Colorado attracts beer lovers the way a keg attracts red Solo cups, and last month, one of the nation's most well-known beer lovers announced that he was moving here. Todd Alström, who founded Beer Advocate magazine with his brother, Jason, in 1996, told readers that's he's moving from Boston to the Denver area for personal reasons.
Every month, more than 2.5 million people check into Beer Advocate online to rate their beers, read industry news and talk about breweries with other beer geeks in one of a couple of dozen regional and subject-specific forums. And while Internet entrepreneurs can be located anywhere, the move is sure to have an effect on Beer Advocate, which is one of the most influential online community sites for craft-beer drinkers in the country.
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That's because the Alströms maintain a heavy presence on Beer Advocate (which also produces a monthly magazine with a readership of 150,000), moderating the forums, doling out opinions alongside their members and chiming in on a wide variety of topics.
We checked in with Todd Alström on the eve of his move to Colorado -- he plans to be here next week -- to find out a little more about Beer Advocate, its history and its future. Here's our Q&A:
Westword: Why are you moving to Colorado?
Todd Alström: It's time for a change. I love the Boston area and will be back frequently, but it's become very expensive to not only rent or buy, but live in the area, too. Candice (my wife) planted the seed as she used to live in Colorado, and I've enjoyed all of my visits. We're viewing our move to Colorado as a major lifestyle upgrade: You get more for your dollar, the people are friendly and the scenery is stunning.
Colorado's beer scene is an added bonus that we plan on taking full advantage of.
Will your new location change the dynamic of the website, magazine and Beer Advocate at all, or of the forums that you post in?
It's bound to. I've already started paying more attention and posting in the Mountain forum, been slated to cover Denver for Beer Destinations in Beer Advocate magazine. and I plan on adjusting who I follow and interact with on Twitter. How would you compare the Denver area to other beer destinations around the country?
Man. I hate comparing cities. I'd rather appreciate their differences.
I know you've been to Denver a number of times. What are some of your favorite local breweries or beers?
Given my position, and the ever-changing world of beer, I've trained myself to not have favorite breweries or beers.
Are there some places you plan to hit right away when you get here?
After a four-day drive from Boston, I'll no doubt be craving a cold local beer. I can't think much past that at the moment, but I'm looking forward to being able to walk or bike to so many great breweries, bars and restaurants that carry good beer.
Are there things that the locals could do to improve the craft-beer scene in Colorado?
Ask me again once I've become a local.
Will Beer Advocate take a bigger role in local events or hold events here, or will you stick with Boston?
We haven't really talked about it too much, but we're not ruling out doing events in Denver area either. We'll see what happens after we settle in and soak in the scene.
Turn the page to read more from Todd Alström. What are some of the biggest controversies that Beer Advocate has endured over the years?
Apart from some minor online trolling from people who have way too much free time on their hands, Beer Advocate hasn't endured any controversies.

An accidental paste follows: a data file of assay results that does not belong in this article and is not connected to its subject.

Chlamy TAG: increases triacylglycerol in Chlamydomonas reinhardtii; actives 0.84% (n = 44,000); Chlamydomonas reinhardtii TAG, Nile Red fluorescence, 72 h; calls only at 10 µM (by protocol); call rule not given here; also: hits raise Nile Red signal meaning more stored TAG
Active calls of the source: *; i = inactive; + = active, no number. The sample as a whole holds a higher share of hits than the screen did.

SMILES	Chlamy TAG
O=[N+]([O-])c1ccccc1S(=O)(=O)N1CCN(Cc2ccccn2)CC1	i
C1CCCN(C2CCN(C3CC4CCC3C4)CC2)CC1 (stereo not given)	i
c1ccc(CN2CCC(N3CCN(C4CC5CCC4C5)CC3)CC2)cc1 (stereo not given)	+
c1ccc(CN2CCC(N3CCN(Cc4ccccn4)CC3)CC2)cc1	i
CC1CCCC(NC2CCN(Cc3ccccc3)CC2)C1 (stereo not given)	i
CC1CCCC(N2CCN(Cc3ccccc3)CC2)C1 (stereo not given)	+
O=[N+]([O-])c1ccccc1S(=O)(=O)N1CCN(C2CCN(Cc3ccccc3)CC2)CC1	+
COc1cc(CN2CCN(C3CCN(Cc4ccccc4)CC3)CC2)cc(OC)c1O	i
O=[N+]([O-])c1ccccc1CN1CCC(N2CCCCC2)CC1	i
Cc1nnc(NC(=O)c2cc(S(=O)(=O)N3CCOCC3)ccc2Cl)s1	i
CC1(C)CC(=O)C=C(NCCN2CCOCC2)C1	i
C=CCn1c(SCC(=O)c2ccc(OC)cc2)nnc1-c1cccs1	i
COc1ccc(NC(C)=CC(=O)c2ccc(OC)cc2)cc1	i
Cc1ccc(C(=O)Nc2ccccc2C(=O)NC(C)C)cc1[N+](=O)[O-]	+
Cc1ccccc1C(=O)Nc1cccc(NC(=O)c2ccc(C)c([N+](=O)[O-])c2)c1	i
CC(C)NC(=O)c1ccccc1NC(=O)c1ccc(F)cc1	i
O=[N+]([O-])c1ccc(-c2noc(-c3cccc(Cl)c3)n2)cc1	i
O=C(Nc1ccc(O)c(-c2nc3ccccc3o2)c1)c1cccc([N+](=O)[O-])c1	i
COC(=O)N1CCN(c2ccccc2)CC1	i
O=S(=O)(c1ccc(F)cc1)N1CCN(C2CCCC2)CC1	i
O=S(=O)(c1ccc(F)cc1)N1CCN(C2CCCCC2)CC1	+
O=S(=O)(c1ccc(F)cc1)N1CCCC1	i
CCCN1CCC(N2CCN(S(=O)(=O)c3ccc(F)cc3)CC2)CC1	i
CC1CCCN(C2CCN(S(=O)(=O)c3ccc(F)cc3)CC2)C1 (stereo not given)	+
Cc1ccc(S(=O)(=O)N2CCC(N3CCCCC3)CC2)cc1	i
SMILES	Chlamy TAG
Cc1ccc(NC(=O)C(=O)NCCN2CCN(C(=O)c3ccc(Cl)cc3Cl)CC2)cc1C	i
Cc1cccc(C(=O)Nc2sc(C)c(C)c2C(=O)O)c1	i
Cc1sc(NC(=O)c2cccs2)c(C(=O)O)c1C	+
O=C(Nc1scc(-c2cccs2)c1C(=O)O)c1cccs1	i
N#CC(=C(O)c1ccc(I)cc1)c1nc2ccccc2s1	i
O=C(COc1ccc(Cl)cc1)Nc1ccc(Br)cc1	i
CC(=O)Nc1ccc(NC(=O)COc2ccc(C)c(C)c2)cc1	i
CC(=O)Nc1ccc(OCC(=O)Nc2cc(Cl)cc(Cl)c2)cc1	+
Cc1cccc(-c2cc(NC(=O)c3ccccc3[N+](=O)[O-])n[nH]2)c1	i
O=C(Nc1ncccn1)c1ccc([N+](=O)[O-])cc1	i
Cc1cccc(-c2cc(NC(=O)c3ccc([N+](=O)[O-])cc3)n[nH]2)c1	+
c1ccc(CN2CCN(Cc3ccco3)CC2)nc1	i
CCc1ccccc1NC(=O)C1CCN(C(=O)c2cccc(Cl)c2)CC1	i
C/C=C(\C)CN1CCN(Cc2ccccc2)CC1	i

What are some of your biggest successes?
Going into business with my brother.
Hiring awesome employees and learning to let go.
Running a business wherein all facets have seen a substantial growth each year: website, magazine and fests.
Living the dream -- literally.
Beer Advocate has sometimes received the ire of some beer drinkers because of forum-posting policies or for running the site with a heavy hand. How do you address people's concerns online or deal with these criticisms?
It's no secret that Beer Advocate.com is a moderated website. We view its use as a privilege, not a right. Members agree to follow the rules when they join, which are clearly posted, but it's the Internet and people think they can say whatever they want and without consequence. Depending on the severity, we'll give members ample warnings or ban them outright. In both cases they've chosen to ignore our rules, and agreed to our reaction by joining.
As far as dealing with any criticisms, we're always open to constructive comments and often make adjustments based on them, but we're also realistic in that it's impossible to please everyone.
How has Beer Advocate helped set the agenda for craft beer drinkers in the United States?
When we started back in 1996, there was only 0.9 percent (36 million people) of the world's population (5.7 billion) online. Consumers had fewer options and not much of our voice. Jason and I acted as that voice until we introduced the ability for others to join the site, post beer reviews and talk in our forums. We were social media before social media. We essentially empowered visitors to learn, share and advocate beer by using the website as a platform. Although we've since added a monthly magazine and events to what we do, this goal remains at our core.
What do you think is the most influential part of the site?
Our members. (See above answer.)
What are some of the goals you have for Beer Advocate over the next few years?
Complete redesign of the website, from the servers it runs on to its visual layer.
Continue to refine our mobile experience.
Add more content to Beer Advocate magazine, and begin archiving past content online.
Expand the fests into new markets.
Hire more people.
Travel more, and share those experiences.
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